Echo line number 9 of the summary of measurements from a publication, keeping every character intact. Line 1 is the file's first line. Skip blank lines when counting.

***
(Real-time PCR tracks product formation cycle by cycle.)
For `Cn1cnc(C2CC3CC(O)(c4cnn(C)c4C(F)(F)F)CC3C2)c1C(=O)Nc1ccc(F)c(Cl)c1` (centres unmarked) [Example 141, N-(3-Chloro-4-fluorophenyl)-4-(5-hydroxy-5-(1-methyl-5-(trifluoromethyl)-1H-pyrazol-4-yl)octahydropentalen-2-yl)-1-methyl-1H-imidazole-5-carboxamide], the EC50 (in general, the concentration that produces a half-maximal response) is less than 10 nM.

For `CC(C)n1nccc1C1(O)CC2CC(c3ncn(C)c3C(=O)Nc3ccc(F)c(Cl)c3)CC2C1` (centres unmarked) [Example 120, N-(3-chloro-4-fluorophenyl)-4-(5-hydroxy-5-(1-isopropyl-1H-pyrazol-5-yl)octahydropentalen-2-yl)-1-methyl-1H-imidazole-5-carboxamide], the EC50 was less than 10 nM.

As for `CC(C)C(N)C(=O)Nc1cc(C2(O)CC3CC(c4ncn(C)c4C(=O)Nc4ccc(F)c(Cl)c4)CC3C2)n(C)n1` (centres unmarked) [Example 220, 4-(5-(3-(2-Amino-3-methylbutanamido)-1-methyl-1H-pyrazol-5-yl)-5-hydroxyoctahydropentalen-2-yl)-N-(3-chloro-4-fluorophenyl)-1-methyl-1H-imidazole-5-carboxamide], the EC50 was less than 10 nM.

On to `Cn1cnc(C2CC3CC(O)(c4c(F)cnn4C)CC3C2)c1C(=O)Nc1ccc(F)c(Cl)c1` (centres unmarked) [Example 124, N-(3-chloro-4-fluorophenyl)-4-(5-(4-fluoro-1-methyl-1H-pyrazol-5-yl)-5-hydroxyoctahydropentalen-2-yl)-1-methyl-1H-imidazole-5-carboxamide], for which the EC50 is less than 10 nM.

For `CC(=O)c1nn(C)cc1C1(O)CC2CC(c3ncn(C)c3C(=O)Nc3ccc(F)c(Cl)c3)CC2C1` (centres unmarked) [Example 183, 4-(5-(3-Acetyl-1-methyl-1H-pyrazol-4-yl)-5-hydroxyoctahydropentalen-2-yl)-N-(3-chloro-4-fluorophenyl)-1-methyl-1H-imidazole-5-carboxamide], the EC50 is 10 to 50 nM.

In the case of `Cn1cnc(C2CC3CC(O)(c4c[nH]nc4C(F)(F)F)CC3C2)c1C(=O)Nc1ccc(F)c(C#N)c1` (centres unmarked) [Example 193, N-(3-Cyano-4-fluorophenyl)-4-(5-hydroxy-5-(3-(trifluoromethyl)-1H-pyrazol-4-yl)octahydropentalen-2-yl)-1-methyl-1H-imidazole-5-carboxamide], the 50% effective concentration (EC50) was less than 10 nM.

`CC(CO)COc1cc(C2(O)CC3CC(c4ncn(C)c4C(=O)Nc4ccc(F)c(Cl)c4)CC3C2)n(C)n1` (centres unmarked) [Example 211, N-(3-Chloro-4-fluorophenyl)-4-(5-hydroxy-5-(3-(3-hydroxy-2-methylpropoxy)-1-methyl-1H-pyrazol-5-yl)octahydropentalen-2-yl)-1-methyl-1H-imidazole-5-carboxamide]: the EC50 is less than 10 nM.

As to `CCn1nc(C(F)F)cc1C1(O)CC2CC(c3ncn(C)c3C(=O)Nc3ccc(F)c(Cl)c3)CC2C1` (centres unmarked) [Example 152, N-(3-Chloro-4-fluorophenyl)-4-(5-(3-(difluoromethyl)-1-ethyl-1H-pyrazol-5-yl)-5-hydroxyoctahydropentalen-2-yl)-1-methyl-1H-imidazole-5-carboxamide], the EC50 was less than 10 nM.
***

As to `CCn1nc(C(F)F)cc1C1(O)CC2CC(c3ncn(C)c3C(=O)Nc3ccc(F)c(Cl)c3)CC2C1` (centres unmarked) [Example 152, N-(3-Chloro-4-fluorophenyl)-4-(5-(3-(difluoromethyl)-1-ethyl-1H-pyrazol-5-yl)-5-hydroxyoctahydropentalen-2-yl)-1-methyl-1H-imidazole-5-carboxamide], the EC50 was less than 10 nM.